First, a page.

Torres Small's lead grows in final tally of ballots - Albuquerque Journal

Torres Small’s lead grows in final tally of ballots

Copyright © 2018 Albuquerque Journal

Democrat Xochitl Torres Small expanded her lead over Republican Yvette Herrell in a hard-fought 2nd Congressional District race on Monday, after a final tally of the 1,100 or so remaining provisional and hand tally ballots in Doña Ana County.

However, Herrell has not conceded and has questioned the counting of roughly 8,000 absentee ballots that put Torres Small into the lead, though she did not provide any evidence of possible wrongdoing.

“I think that maybe we need to look into it a little bit more,” Herrell said during an appearance on a FOX News show on Saturday.

Republican Yvette Herrell, left, and Democrat Xochitl Torres Small

The state Republican Party’s chairman also indicated Monday the GOP is working closely with the Herrell campaign and does not consider the race’s outcome to be a done deal.

“We believe strongly in preserving the integrity of New Mexico elections,” state GOP chairman Ryan Cangiolosi told the Journal. “This race will not be over until we are assured that every registered voter who cast a legal ballot is counted.”

The latest developments in a race that has gotten national attention and prompted questions about vote-tallying procedures – similar to other races in Florida and Arizona – came Monday when the roughly 1,100 provisional and hand tally ballots were added to the vote count in Doña Ana County.

When those ballots were added to the mix, Torres Small’s lead in the contest increased from about 2,800 votes to 3,539. The Doña Ana County Canvassing Board will meet today to review the election returns and certify results, according to the Secretary of State’s Office.

The current unofficial election results that include the provisional ballots show Torres Small with 100,570 votes and Herrell with 97,031 votes.

Herrell and her campaign have not responded to numerous calls from the Journal. Her interview on Fox News was the only public comment on the results since Herrell’s election night victory speech. That night several news organizations, including the Journal, projected Herrell was the winner before the secretary of state announced more absentee ballots needed to be counted.

During her cable television interview, Herrell did not provide specific details about whether she would challenge the results but said, “We need to look into it, shine some light on it and make sure if there’s problems, let’s fix them.”

On her appearance on the “Justice with Janine” show on FOX News, Herrell talked about her concerns with the absentee ballots in Doña Ana County that gave Torres Small the edge in the close race. The county has far more registered Democrats than Republicans – a total of 53,697 registered Democrats, 30,582 Republicans and an additional 30,674 independent voters who decline to state a party affiliation.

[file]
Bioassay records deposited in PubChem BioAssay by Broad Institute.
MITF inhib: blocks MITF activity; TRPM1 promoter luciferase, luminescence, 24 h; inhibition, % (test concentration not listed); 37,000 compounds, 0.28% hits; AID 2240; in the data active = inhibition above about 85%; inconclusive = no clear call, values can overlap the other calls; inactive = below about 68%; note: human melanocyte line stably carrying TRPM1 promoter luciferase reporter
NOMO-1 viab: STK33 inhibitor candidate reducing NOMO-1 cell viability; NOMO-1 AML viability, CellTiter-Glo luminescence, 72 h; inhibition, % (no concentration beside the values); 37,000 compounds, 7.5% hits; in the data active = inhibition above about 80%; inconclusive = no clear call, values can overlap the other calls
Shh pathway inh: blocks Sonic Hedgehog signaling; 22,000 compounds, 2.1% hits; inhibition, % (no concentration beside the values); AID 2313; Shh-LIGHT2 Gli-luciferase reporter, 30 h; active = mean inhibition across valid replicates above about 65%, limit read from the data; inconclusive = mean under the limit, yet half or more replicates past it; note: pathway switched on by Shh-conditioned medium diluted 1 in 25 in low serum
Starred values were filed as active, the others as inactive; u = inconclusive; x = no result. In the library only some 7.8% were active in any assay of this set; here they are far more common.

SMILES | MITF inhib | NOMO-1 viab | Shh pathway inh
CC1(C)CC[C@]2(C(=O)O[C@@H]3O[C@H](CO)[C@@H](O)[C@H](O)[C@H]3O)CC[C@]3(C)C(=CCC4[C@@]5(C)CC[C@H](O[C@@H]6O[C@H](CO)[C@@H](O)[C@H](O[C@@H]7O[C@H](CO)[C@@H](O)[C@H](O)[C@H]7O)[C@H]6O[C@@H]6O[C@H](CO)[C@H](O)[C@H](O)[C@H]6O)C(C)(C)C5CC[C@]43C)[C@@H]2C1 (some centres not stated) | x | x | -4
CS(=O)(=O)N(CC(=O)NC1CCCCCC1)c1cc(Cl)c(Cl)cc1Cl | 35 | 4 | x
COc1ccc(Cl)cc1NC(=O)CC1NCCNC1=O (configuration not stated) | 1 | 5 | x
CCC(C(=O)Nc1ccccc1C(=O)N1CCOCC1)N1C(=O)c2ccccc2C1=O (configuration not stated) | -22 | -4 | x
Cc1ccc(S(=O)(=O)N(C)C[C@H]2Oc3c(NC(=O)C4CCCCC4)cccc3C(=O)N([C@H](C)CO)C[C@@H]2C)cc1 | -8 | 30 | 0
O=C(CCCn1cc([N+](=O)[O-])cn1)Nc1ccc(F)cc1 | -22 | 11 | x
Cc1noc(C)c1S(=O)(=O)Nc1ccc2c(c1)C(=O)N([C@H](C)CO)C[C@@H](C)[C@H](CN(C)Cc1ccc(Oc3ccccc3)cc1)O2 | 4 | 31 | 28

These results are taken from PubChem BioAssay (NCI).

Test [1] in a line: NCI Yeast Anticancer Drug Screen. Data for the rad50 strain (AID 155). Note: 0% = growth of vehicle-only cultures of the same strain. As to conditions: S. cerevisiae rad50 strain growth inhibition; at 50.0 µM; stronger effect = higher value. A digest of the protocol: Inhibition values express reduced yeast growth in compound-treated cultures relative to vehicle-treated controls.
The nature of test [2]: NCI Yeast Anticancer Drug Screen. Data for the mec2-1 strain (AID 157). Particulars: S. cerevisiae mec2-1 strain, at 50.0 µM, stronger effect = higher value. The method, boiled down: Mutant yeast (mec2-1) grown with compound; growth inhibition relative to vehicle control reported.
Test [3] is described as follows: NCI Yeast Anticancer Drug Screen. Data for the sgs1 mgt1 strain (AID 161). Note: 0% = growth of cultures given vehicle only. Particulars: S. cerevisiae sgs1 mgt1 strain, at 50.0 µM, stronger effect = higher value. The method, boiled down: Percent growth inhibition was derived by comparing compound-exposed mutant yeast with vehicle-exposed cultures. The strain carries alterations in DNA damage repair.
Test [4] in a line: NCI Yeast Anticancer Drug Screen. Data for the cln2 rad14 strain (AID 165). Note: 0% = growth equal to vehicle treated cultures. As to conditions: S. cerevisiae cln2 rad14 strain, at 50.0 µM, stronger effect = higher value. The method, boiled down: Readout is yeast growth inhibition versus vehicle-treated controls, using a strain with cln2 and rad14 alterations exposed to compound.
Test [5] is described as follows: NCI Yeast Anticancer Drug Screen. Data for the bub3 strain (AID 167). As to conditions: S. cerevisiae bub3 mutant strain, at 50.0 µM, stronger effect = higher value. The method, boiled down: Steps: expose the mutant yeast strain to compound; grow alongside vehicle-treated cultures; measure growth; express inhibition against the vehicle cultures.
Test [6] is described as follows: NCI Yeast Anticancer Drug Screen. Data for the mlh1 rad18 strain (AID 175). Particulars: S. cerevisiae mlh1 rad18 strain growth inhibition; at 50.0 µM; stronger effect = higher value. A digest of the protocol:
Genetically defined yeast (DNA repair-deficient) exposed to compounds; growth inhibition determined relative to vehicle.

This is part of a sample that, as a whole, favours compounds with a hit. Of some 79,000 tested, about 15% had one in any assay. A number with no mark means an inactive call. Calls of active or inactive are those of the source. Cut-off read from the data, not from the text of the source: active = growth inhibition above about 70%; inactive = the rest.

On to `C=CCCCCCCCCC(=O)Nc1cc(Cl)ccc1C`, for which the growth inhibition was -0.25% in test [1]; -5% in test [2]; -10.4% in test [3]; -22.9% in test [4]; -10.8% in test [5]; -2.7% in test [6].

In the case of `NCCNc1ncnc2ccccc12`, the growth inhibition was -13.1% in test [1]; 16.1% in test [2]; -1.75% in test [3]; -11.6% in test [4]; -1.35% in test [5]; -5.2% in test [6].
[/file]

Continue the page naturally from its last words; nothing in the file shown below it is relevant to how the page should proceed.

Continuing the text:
“They had magically found 4,000 ballots that had not been counted,” said Herrell, referring to absentee ballots in Doña Ana County the Secretary of State’s Office had announced after midnight on Election Night.

The Secretary of State’s Office half an hour later also announced that an additional 4,000 or so absentee ballots had been counted by election workers in the Doña Ana County Clerk’s Office but not yet added to the vote count.

Secretary of State Maggie Toulouse Oliver, New Mexico’s top election official, said in a recent interview that she will encourage Doña Ana County to begin processing absentee ballots earlier in the next election cycle and to hire more poll workers to avoid delays in the final tally.

But her office has defended the integrity of the election and how the votes were counted in the open congressional race and other races.

“Doña Ana County voters can have every confidence that their votes were counted properly and in accordance with the law and any suggestion that absentee ballots were somehow ‘magically found’ on election night is simply false,” said Alex Curtas, communications director for the Secretary of State’s office.

No formal complaint about the vote-counting had been filed as of Monday with the Secretary of State’s Office, Curtas added

In all, the more than 8,000 absentee ballots cast in Doña Ana County were three times more than usual, according to the county clerk, which led to poll workers not being able to finish the vote tally on Election Night.

Under state law, automatic vote recounts are triggered for statewide and congressional races if the final margin separating the two top candidates is less than 0.25 percent of the total votes cast for that race. The current margin in the 2nd Congressional District contest is larger than that – the two candidates are now separated by 1.8 percent of votes cast – and it appears the automatic recount will not be triggered.

If that margin stands after election results are certified, that means a recount would likely have to be requested – and paid for – by Herrell or the state Republican Party.

Home » Politics » Election » Torres Small’s lead grows in final tally of ballots

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